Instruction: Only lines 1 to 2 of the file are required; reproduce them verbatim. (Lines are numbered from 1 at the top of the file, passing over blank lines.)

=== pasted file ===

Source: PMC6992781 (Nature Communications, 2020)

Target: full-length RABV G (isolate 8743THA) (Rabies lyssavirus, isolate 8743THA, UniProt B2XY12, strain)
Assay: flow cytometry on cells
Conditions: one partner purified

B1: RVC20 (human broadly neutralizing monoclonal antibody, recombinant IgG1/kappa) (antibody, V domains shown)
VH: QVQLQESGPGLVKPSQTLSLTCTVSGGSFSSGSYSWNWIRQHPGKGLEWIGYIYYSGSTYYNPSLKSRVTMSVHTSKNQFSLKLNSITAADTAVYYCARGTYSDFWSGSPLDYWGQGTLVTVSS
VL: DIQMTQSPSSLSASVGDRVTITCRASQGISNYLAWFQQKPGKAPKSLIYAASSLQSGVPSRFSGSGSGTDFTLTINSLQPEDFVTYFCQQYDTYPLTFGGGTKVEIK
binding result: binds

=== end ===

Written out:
Source: PMC6992781 (Nature Communications, 2020)

Target: full-length RABV G (isolate 8743THA) (Rabies lyssavirus, isolate 8743THA, UniProt B2XY12, strain)